irrelevant to all but a small sliver of actual users.
Twitter No Longer Sends Users to AMP Pages ★
Henry Powderly, reporting for Search Engine Land:
With social media referrals to AMP pages cut down by the change,
the reasons for supporting AMP are getting fewer.
For some of us, the reasons were obvious all along. It never made sense to me why any publishers supported AMP in the first place.
It took four years, but support for AMP is suddenly collapsing. Good riddance.
Dave Mark on the Repairability of Apple’s Devices ★
Dave Mark, writing at The Loop:
Not sure how big the audience for right-to-repair is, but I do
count myself in its number. And if it was easier to do, I suspect
that number would be much larger. Imagine if repairing a cracked
display was a simple, five minute operation. Wouldn’t you rather
order the new display and make the swap yourself?
It used to be relatively easy to customize and repair your gear.
As parts have given way to part assemblies (glued/soldered
assemblies that become a single replaceable requirement, even if a
single part fails) and the quest for smaller makes devices harder
to open, harder to take apart, the ability to repair your own gear
has become harder, almost impossible.
So those small numbers John points out are real. But should this
be the way it is? Again, wouldn’t you love the ability to swap out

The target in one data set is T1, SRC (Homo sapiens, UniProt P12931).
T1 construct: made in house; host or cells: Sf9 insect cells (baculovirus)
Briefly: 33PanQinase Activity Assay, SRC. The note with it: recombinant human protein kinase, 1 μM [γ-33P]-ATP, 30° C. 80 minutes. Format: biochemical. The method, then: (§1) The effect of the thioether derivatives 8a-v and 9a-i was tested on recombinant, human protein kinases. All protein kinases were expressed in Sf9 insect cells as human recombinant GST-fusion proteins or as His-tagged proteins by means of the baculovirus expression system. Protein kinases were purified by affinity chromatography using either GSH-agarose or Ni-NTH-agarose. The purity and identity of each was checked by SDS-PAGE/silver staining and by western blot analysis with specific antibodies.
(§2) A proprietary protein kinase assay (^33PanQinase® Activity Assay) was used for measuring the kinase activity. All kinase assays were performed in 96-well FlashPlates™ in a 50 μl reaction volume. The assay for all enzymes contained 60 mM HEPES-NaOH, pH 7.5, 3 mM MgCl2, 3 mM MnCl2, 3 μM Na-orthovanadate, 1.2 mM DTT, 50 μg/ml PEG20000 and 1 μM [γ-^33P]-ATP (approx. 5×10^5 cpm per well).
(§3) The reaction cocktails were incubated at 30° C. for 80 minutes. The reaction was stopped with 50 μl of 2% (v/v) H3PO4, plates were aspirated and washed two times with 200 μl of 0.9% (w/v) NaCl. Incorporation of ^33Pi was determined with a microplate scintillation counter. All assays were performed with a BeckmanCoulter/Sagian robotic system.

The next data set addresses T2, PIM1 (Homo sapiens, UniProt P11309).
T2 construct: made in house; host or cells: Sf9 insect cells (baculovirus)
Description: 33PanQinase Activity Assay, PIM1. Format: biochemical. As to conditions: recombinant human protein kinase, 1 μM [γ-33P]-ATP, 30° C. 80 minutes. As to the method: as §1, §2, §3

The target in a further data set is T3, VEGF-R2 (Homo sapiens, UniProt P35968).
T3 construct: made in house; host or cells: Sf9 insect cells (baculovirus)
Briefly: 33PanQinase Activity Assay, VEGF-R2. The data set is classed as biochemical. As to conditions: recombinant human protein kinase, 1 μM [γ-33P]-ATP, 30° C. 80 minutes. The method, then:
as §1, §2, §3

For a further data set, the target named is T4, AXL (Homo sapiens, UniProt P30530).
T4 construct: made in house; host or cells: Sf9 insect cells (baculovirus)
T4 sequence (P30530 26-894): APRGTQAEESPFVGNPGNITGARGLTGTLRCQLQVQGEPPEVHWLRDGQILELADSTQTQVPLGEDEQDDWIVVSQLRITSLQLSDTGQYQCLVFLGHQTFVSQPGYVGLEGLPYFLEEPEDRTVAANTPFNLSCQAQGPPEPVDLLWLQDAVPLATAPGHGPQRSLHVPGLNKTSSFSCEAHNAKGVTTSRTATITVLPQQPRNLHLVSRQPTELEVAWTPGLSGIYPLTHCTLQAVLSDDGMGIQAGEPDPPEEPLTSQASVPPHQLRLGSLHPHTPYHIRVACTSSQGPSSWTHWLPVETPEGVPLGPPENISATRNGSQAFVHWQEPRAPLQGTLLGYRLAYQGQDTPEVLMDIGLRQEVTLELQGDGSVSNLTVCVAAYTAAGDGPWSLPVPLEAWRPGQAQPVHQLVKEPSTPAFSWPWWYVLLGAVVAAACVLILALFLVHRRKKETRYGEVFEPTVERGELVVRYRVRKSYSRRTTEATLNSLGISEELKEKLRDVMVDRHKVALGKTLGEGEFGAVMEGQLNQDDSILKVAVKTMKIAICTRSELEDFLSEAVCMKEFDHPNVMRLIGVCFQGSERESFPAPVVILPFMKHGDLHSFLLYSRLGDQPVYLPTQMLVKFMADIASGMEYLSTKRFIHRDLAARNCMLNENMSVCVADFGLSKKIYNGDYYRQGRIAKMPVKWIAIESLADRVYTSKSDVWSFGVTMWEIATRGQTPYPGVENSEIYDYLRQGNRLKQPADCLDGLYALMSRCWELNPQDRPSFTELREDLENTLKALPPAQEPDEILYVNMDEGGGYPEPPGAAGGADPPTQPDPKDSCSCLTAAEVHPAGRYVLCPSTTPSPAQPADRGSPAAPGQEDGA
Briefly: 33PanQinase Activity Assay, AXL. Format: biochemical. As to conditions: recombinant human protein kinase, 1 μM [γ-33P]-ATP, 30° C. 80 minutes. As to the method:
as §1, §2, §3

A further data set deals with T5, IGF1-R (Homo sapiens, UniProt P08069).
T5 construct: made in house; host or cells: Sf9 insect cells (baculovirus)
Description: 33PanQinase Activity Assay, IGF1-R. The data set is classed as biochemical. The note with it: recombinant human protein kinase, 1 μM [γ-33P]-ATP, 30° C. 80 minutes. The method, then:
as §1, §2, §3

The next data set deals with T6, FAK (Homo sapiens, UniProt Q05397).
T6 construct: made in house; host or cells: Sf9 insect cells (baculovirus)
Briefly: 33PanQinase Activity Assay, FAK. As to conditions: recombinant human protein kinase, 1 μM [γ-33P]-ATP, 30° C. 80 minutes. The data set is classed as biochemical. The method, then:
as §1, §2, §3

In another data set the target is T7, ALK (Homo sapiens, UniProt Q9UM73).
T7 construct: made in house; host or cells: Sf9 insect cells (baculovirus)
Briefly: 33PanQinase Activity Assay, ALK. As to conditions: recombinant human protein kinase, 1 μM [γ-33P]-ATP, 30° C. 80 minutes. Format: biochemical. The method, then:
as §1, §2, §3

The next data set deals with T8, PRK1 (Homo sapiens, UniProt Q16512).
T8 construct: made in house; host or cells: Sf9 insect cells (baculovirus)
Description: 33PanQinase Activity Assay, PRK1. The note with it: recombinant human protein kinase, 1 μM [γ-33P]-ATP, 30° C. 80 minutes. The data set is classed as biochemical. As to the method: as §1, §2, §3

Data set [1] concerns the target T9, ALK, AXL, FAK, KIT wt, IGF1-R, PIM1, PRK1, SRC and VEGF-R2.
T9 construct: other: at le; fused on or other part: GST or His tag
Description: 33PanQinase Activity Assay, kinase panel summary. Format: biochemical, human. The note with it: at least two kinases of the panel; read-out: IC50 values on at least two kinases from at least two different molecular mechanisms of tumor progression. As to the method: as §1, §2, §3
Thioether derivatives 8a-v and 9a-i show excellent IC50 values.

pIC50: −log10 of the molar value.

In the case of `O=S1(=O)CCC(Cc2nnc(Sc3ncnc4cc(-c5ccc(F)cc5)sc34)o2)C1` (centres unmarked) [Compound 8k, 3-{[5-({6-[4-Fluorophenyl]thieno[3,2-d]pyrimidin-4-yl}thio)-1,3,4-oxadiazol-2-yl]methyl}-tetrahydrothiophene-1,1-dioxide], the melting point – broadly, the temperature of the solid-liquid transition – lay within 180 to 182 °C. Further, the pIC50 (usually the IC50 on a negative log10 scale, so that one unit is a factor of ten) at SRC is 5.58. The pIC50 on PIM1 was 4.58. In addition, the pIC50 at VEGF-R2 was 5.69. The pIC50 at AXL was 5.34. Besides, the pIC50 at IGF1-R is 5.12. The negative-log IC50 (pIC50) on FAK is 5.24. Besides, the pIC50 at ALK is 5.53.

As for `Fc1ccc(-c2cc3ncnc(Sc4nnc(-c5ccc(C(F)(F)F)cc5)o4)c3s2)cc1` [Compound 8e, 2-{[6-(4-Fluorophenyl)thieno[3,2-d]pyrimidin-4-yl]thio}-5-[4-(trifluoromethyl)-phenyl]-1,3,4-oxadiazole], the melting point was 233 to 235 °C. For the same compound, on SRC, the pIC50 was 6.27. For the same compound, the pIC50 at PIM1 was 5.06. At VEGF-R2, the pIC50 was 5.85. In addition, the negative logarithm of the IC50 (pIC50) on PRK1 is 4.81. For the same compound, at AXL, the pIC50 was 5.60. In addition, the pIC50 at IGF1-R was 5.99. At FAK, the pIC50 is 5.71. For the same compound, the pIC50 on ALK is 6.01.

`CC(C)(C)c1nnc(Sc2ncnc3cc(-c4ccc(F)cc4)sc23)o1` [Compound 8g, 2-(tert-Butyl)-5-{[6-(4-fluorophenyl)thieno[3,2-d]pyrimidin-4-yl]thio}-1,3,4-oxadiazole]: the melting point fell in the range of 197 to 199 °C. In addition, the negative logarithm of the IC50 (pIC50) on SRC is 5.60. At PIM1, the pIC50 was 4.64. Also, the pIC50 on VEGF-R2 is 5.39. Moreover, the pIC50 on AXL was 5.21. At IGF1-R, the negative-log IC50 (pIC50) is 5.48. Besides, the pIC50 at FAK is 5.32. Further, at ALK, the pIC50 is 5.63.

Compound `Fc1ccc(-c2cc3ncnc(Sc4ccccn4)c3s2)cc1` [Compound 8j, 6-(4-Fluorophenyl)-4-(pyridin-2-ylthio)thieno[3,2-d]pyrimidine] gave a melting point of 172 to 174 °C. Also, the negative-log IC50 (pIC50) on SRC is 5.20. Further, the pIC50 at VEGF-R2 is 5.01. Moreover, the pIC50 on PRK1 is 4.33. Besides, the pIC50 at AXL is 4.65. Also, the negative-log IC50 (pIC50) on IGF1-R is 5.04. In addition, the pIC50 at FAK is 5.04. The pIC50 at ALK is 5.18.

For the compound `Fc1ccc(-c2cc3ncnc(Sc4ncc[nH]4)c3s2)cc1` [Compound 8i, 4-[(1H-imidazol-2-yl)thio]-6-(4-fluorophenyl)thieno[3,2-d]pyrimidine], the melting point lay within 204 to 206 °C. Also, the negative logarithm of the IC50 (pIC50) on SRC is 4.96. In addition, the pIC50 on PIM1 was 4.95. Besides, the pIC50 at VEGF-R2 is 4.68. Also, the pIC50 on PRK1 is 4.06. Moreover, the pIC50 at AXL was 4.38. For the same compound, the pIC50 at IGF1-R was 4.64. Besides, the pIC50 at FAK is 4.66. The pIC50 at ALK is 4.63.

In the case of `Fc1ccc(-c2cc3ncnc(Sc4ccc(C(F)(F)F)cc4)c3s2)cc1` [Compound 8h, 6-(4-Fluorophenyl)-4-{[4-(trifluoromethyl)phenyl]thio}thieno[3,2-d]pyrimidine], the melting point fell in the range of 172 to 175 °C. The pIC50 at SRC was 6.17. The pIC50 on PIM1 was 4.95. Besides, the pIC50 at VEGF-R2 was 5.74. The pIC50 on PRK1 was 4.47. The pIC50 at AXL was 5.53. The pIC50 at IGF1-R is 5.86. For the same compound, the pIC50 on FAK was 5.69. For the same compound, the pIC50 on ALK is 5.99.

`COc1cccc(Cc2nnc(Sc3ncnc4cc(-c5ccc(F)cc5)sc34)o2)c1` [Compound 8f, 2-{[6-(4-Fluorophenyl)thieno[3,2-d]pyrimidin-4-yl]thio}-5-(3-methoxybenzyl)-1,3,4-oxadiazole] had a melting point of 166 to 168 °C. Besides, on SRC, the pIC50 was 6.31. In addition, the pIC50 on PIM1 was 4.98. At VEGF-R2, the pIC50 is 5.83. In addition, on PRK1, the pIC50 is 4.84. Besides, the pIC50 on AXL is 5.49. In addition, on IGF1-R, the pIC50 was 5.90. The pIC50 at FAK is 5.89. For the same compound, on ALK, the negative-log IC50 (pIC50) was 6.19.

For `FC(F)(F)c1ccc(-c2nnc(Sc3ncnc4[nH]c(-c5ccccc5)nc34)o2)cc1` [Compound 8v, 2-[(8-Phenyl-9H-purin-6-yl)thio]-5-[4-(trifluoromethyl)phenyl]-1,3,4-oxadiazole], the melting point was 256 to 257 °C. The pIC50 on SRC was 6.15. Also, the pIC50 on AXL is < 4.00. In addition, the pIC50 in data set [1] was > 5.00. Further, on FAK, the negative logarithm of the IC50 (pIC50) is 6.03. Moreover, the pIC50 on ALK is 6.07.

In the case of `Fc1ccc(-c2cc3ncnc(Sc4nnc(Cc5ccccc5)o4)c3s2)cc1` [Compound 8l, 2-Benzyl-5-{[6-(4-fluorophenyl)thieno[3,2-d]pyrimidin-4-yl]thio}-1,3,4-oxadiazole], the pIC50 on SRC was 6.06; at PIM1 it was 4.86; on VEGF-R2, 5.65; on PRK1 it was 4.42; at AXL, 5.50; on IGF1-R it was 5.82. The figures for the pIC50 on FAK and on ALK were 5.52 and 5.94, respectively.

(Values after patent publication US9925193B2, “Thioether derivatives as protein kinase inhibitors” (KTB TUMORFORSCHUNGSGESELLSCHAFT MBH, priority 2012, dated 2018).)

a display as easily as you used to be able to swap out RAM on your
Ideally, many people would still like to be able to swap out RAM on today’s Macs as easily as we could on old Macs. Same thing for SSD storage. Adding RAM and storage, years after purchase, was a great way to significantly extend the practical lifetime of Macs. A while back (15 years ago?) I replaced the spinning hard drive in a 15-inch PowerBook with an SSD, and it was like buying a brand-new much faster machine.
But: times change. Apple hasn’t moved away from user replaceable memory and storage components out of spite. Integrating memory and storage into the chips themselves is the reason why devices have gotten thinner and lighter and much, much faster. The incredible performance of Apple silicon — for both iOS devices and Macs — is part and parcel with integrating memory and storage directly onto the SoCs.
And in terms of replacing screens on iPhones, consider waterproofing and device aesthetics. To my knowledge, no company makes a mainstream smartphone with an easily-replaced display, because a smartphone with an easily replaced screen wouldn’t sell because of all the design trade-offs that would be involved.